by Kelly LaPlante
We all know that the things you choose to bring into your home make a difference. Where they are made, how they are made, how the makers are compensated—for the conscientious consumer, factors to consider can be overwhelming, paralyzing even.
I'm lucky, I suppose, that when I started on my path as a sustainable designer, there weren't a lot of options. "Green-washing" wasn't a thing, yet. I didn't have thousands of companies vying for my sustainable spend. At the time, it was very clear to me that buying secondhand furnishings was the best, easiest and most efficient way for me to produce sustainable interiors.
Today, there are plenty of excellent companies who are doing a phenomenal job of producing new items that are healthy and enriching for both people and the planet—and, believe me, I spend some serious cash with these companies. That said, I still regularly make the case for finding a piece at your local vintage store. Here's why:
Local = Good
Recently, I accepted a stint as the Guest Editor for Trove Market—an app and website that helps people buy and sell vintage or pre-loved furnishings, locally. Theirs is a mission that definitely resonates with me. Supporting your neighbors = good for your local economy. Buying something from someone nearby, rather than having it shipped from overseas = good for the planet. See where I'm going, here?
Also, I admit it, I like instant gratification. Finding something local means I don't have to wait. I can go pick it up today!
They Don't Make Them Like They Used To
In this current era of disposable furnishings (need I even mention the "I" word?) it feels incredibly satisfying to find a great old piece that has already stood the test of time and has plenty more years to go. Not to mention that our design forefathers were pretty damn fantastic. There's a reason mid century modern never goes out of style.
I'll (Not) Have What She's Having
Nothing is worse than spending good money on your furnishings, only to see the exact same pieces all over Instagram. I can think of a particular rug that, last year, suddenly became the go-to piece for designers from Los Angeles to Brooklyn. How disappointing to put all that work into a project and then feel like a key component is nothing more than a carbon copy!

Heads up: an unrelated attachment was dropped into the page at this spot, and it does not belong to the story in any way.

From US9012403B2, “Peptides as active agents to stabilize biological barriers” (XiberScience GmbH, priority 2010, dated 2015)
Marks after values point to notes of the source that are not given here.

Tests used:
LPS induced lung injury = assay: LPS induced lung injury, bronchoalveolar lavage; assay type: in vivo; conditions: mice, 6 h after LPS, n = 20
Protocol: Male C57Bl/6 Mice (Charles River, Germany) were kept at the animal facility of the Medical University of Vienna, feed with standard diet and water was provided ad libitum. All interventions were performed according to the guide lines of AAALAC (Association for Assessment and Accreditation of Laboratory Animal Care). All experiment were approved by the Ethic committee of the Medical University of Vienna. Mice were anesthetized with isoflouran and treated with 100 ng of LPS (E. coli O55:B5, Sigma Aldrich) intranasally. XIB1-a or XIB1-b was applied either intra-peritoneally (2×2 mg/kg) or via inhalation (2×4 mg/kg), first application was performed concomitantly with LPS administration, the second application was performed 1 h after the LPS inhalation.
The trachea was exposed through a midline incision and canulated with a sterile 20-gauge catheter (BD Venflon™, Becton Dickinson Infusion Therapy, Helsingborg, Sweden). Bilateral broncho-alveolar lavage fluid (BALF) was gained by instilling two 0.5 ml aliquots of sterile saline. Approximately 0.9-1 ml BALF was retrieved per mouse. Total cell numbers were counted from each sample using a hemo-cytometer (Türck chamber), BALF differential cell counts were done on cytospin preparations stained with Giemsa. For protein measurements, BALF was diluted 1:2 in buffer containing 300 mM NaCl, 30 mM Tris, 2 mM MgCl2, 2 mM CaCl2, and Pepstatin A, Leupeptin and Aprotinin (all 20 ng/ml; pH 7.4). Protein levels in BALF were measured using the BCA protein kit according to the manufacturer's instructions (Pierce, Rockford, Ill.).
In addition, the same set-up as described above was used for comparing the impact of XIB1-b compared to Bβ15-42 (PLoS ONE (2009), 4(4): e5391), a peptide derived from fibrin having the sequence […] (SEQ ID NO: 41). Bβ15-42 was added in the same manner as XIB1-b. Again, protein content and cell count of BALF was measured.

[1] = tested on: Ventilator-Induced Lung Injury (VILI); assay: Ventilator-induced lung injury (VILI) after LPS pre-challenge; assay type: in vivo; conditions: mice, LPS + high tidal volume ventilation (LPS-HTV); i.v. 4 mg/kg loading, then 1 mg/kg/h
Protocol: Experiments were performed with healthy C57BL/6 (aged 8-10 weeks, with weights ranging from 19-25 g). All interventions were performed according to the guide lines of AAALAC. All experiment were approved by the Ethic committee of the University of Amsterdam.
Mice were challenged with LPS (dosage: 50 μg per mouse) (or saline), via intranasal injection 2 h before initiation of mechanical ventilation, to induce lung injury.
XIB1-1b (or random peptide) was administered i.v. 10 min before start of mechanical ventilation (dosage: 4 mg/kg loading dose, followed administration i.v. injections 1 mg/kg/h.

Having the same piece as everyone else also pretty much guarantees that you are going to get sick of it faster. Buying something vintage solves that problem—it's uncommon to see the exact same piece twice, much less hundreds of times.
The Damage Is Done
Aside from a few extraordinary companies who are achieving a net zero carbon footprint, even sustainable manufacturers leave a mark on our planet. That's not to say that they aren't doing a lot of extraordinary things, like creating jobs and producing eco-friendly goods that are safe to bring into our homes. But, from time to time, I just like to feel like my purchase results in no new ecological damage, whatsoever (save for the 1/8 tank of gas I use to go pick it up).
The footprint of that old table or chair was made decades ago— and my purchase relives a tiny bit of the demand for new production. Gold star for me.
The Thrill of the Hunt
This is really what inspired Trove Market. The founders love hunting for diamonds in the rough, and so do I. When you find the perfect vintage treasure at the perfect price, you feel like you hit the jackpot.
It's a feeling worth chasing.
Kelly LaPlante is a sustainable designer, entrepreneur and journalist. She is the author of écologique: the style of sustainable design (2008) and was the founder and Editorial Director of Standard Magazine (2010-2013). Currently, she enjoys serving as Guest Editor at Trove Market. You can find Kelly at kellylaplante.com, or via Instagram and Twitter @kelly_laplante.